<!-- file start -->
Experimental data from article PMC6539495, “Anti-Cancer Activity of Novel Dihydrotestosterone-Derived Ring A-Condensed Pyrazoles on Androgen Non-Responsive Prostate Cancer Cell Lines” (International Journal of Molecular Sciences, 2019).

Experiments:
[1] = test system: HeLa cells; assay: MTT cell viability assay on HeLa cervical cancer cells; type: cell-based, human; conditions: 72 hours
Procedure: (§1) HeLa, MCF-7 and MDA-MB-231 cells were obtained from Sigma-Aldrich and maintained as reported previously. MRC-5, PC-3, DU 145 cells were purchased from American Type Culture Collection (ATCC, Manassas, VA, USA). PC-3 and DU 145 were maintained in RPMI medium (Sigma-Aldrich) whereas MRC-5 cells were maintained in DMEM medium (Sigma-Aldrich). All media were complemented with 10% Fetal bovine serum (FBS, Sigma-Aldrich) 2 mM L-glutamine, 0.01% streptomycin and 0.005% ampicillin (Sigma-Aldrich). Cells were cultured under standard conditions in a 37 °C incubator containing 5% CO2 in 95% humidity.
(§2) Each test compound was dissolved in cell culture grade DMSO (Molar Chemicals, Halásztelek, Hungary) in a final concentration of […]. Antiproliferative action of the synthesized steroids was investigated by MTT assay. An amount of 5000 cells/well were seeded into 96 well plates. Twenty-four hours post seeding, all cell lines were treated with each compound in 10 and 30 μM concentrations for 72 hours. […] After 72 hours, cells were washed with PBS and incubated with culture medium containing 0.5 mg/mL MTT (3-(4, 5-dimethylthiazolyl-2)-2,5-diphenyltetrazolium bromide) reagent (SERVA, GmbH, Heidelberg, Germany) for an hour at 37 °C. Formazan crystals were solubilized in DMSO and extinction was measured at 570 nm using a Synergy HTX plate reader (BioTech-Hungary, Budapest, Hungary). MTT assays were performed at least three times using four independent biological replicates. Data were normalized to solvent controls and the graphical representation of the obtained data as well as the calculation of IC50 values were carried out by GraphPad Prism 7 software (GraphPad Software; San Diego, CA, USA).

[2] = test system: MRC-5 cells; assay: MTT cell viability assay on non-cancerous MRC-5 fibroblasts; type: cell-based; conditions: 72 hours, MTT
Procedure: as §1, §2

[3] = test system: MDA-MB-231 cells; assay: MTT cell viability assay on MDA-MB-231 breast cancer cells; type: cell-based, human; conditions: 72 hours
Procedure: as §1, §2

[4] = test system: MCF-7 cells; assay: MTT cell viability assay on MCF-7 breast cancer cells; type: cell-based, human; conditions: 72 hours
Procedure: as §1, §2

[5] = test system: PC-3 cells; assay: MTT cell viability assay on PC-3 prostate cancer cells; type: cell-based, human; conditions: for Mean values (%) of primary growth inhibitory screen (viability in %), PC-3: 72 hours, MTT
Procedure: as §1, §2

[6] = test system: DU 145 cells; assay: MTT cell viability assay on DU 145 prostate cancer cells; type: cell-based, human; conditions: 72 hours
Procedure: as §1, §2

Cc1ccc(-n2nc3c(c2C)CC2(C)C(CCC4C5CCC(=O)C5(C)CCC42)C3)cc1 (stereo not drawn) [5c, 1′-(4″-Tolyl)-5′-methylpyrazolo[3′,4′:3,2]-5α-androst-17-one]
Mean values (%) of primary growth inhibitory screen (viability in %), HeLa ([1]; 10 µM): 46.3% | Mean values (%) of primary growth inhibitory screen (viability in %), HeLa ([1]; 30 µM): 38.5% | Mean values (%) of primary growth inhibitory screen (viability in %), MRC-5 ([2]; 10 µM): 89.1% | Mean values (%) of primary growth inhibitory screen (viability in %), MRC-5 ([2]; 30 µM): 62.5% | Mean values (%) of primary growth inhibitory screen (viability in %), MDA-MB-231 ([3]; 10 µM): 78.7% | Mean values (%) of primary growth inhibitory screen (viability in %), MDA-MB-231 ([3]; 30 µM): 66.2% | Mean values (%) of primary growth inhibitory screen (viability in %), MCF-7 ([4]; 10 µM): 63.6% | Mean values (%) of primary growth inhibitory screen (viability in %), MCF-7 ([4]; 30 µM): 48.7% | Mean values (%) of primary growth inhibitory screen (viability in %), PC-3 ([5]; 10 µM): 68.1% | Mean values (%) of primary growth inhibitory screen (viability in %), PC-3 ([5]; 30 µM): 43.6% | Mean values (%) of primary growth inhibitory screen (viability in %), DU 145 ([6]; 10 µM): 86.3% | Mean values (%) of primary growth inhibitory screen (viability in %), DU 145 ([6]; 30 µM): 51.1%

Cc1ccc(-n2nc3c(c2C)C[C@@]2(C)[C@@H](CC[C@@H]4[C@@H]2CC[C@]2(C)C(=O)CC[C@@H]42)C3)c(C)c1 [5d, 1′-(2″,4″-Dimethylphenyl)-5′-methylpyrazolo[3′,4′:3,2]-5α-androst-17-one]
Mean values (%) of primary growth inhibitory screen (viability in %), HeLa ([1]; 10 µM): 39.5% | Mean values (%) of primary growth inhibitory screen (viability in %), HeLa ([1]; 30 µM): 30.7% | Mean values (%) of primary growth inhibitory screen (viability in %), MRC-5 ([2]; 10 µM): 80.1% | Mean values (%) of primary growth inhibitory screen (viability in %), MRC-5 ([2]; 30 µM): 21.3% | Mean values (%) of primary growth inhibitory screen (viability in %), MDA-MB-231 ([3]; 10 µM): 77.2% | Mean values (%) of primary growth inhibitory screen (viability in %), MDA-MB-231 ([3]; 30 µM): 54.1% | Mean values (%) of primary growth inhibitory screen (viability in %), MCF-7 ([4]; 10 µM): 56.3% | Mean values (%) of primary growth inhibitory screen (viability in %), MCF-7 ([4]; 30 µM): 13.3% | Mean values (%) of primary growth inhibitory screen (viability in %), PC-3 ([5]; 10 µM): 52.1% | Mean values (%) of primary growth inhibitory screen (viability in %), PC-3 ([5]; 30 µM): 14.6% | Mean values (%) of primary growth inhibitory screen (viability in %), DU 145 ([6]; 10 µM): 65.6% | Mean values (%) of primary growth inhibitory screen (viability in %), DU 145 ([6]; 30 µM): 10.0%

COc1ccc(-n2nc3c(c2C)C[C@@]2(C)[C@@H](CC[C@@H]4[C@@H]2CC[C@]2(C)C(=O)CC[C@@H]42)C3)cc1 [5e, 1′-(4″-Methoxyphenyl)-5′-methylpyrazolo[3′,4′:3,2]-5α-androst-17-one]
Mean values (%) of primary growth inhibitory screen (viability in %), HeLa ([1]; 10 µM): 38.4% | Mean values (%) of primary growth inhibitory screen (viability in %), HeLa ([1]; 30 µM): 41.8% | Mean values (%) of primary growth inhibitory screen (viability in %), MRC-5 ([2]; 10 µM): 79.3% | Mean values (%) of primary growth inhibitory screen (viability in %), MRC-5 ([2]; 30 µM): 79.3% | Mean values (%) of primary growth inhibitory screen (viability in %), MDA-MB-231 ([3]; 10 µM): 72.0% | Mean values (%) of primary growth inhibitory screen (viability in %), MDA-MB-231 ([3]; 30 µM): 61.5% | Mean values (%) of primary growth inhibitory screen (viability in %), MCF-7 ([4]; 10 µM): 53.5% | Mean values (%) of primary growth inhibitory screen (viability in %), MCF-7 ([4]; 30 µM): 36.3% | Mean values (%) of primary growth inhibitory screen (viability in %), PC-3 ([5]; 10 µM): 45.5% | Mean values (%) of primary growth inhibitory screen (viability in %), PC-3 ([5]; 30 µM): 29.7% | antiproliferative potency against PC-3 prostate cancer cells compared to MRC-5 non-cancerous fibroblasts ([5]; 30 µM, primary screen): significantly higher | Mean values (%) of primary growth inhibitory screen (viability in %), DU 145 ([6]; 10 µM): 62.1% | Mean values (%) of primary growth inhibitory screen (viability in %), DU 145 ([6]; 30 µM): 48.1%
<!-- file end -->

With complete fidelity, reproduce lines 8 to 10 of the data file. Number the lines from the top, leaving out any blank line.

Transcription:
[3] = test system: MDA-MB-231 cells; assay: MTT cell viability assay on MDA-MB-231 breast cancer cells; type: cell-based, human; conditions: 72 hours
Procedure: as §1, §2

[4] = test system: MCF-7 cells; assay: MTT cell viability assay on MCF-7 breast cancer cells; type: cell-based, human; conditions: 72 hours